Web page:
People seek out literature (whether that be Microsoft's Xbox or a TV) for one purpose: to live vicariously through someone else. The harder it is for a reader or player to identify with a character in the literature, the less successful it will be.4 The audience must recognize themselves; they must think, “Oh, no, what will I do—the killer is in this darkness somewhere!” If all the audience sees are characters, and those too well-defined or eccentric for identifying with, the result will be boredom. There is a situation here that is most often described in terms of “marked” and “unmarked” characteristics. These are terms from linguistics that make a lot of sense when describing potential avatars in videogames. For instance, if the avatar is to be a knight, then we make certain assumptions that are considered unmarked. For instance, the knight is male, European, and strong. Someone may say, “Well, my knight is going to be female and speak with a Texas accent.” These characteristics are called marked because they clash with our expectations. Now, we could talk about marked and unmarked characteristics with some universal set of values in mind, but I think it makes more sense to look at what an individual player has in mind when determining what is “me” and what is “other.” For instance, someone with a Texas accent may wish to play a character with the same accent—this could conceivably make it easier for the player to identify with the avatar. Theoretically, it makes sense to say that the more marked characteristics a player must accept in her avatar, the less capable she will be of identifying with the avatar and enjoying the game. What I hope is apparent here is that characteristics aren’t “marked” or “unmarked” universally, but individually; we each have our own experience-informed way of categorizing such things. Furthermore, it is not necessary or always desirable for players to control avatars that are similar to them. A small girl in a wheelchair, for instance, may not want to play an avatar with the same disability and may even be offended if someone just assumes she would. Tact seems to be utterly necessary in these situations. We must strike a careful balance between making a player feel included without making brash assumptions his or her preferences.

This point at last brings us to my analysis of the “issue” of gay characters in videogames. Let’s make a quick example: Cinemaware's Defender of the Crown. At one point in this game, the player is asked to rescue a maiden—a typical enough subplot in this genre of games. If the daring rescue is successful, the player is informed that he has fallen in love with the maiden (the romantic scene is ripped straight from the cheesiest of soap-operas and will not be described in detail here). Here are the possible women the player can rescue:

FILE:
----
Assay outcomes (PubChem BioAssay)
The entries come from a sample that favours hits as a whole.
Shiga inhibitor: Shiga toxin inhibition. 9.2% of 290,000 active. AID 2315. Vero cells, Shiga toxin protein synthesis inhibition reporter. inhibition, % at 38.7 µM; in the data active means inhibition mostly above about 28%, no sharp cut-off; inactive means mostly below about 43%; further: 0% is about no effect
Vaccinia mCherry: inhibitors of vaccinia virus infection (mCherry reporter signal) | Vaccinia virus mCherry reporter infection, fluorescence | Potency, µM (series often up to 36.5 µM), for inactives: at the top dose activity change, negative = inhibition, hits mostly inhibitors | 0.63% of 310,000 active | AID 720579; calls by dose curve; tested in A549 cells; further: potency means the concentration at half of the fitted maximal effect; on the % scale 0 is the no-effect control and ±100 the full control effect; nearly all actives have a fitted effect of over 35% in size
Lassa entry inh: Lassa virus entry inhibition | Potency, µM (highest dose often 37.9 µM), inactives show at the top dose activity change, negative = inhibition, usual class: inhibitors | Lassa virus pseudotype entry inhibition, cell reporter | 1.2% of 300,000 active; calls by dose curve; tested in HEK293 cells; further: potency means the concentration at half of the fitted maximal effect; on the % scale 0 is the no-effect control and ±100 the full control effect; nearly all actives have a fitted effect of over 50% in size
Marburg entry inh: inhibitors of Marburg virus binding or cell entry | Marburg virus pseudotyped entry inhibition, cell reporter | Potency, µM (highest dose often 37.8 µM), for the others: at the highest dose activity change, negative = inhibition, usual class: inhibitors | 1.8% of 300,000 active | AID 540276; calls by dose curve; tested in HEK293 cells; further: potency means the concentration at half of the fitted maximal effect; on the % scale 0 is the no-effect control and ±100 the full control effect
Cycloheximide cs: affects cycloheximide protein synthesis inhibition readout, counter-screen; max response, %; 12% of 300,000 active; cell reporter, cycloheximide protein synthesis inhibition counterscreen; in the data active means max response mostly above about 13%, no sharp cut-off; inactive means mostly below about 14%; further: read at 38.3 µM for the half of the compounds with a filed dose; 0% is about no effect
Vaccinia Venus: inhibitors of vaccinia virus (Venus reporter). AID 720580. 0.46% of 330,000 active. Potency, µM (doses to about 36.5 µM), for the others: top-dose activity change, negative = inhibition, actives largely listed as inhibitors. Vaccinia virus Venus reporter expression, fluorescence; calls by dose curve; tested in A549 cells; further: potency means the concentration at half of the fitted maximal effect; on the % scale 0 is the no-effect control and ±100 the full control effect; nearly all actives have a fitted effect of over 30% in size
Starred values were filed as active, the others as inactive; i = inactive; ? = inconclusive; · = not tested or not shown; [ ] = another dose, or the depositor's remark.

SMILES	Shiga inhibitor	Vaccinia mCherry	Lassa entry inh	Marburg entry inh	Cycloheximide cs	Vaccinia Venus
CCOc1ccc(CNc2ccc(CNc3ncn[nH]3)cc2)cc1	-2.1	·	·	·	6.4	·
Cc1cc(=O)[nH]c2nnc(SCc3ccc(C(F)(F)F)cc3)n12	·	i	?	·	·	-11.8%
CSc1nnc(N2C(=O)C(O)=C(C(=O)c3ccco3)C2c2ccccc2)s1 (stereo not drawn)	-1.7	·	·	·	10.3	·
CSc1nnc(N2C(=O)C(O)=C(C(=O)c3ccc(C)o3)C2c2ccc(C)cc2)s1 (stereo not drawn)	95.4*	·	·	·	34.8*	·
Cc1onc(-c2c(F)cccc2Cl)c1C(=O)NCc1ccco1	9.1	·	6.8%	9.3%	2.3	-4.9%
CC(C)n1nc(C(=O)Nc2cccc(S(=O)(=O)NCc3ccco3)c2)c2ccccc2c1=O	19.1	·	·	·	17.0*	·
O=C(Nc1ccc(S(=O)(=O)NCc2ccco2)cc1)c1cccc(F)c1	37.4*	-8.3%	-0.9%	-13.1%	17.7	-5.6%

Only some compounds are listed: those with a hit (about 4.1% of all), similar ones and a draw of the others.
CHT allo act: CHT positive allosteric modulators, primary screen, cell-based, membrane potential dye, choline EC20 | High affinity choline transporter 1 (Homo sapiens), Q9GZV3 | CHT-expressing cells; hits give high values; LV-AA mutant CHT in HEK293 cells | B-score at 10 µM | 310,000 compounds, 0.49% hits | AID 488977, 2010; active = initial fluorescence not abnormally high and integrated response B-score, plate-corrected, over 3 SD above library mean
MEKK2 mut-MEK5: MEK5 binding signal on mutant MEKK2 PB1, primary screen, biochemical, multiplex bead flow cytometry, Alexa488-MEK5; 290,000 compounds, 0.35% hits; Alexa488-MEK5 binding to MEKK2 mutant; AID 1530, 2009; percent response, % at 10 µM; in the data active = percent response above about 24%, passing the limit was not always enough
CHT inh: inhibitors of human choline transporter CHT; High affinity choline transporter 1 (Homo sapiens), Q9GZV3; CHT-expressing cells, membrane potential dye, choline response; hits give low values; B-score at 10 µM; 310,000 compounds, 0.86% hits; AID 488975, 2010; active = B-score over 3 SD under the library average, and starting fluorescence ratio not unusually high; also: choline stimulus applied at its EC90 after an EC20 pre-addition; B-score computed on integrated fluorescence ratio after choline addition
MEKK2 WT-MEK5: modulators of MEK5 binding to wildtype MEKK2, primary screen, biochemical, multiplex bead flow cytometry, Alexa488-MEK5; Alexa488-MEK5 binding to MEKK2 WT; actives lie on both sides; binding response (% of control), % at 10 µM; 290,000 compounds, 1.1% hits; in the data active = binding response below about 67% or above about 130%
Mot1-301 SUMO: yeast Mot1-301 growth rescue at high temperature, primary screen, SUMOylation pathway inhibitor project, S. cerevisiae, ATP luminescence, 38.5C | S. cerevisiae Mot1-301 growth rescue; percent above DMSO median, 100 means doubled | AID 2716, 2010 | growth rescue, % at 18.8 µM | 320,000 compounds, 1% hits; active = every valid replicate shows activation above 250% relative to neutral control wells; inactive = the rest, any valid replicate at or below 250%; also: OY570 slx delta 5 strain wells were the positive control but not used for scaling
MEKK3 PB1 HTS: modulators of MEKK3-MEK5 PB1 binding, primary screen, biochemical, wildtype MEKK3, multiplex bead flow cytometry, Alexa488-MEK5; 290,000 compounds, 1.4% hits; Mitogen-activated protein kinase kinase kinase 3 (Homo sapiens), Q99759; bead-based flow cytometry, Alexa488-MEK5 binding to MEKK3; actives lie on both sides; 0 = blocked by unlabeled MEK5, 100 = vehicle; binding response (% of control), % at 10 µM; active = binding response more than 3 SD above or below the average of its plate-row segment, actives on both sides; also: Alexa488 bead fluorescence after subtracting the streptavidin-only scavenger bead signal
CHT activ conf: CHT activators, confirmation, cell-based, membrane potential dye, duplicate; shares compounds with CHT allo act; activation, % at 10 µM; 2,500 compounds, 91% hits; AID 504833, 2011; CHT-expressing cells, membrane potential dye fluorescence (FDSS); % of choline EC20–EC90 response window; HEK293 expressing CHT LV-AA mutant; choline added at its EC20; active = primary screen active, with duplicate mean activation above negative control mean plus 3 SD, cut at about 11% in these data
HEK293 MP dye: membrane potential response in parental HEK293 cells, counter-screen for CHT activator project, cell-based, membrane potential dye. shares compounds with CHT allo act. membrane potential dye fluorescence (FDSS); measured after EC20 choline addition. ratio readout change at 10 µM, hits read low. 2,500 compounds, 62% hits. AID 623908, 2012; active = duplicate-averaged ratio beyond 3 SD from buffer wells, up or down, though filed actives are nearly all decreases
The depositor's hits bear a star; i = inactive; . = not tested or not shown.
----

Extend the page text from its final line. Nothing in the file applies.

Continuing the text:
Composite illustration made from screenshots of Cinemaware's 'Defender of the Crown'

Screenshot from Cinemaware's 'Defender of the Crown'As a youth, I was happiest when I rescued Rosalind of Bedford, who is the most beautiful of the four. I can say that because I am exercising my personal taste. I enjoy women; there are four women, one of them is my favorite. But what if I were female? Ostensibly, that choice would have been ruled out at the beginning of the game, when the player is asked to choose among four male avatars. But what if I were gay? Conceivably, one of these avatars could be. No matter how many times someone plays Defender of the Crown, though, he will not be asked to rescue Prince Herbert.

The rescue of Prince Herbert from 'Monty Python and the Holy Grail'

Indeed, the reason why this famous scene from Monty Python and the Holy Grail is so amusing is that the viewer knows exactly what Sir Lancelot’s reaction will be to the “male maiden.”

Defender of the Crown assumes that the player is male and will enjoy marrying a beautiful princess; the game does not take into consideration a female nor a gay character. The game should probably carry a message on its package: “Not intended for gay or female characters.”

This seems like a tidy conclusion, and the answer to the Defender of the Crown problem is obvious: Make one of the personas gay, make another female, make one black, and so on, until every possible player “type” is represented. Unfortunately, this article was not prepared in time for Cinemaware to consider it for the revamped release; there, the persona selection is omitted entirely, and the player must choose Robin Hood. Efforts to include all player possibilities in other games have been of mixed success. Electronic Arts' The Sims Online has been noted for its inclusion of gay character possibilities, but I’ll let this The Sims Online fan speak on the matter, since I have so little experience with this line of games. From what I see, I’m not missing much.

One of the strengths of role-playing games is the emphasis on vicarious living; most often, players are given quite a bit of freedom in designing their own character—someone whom he or she can relate to, but also someone he or she would like to be. New World Computing's Might and Magic VII offers a wide enough selection, though no obvious gay characters are present and, in particularly bad taste, the default party has a single black character—who is a thief.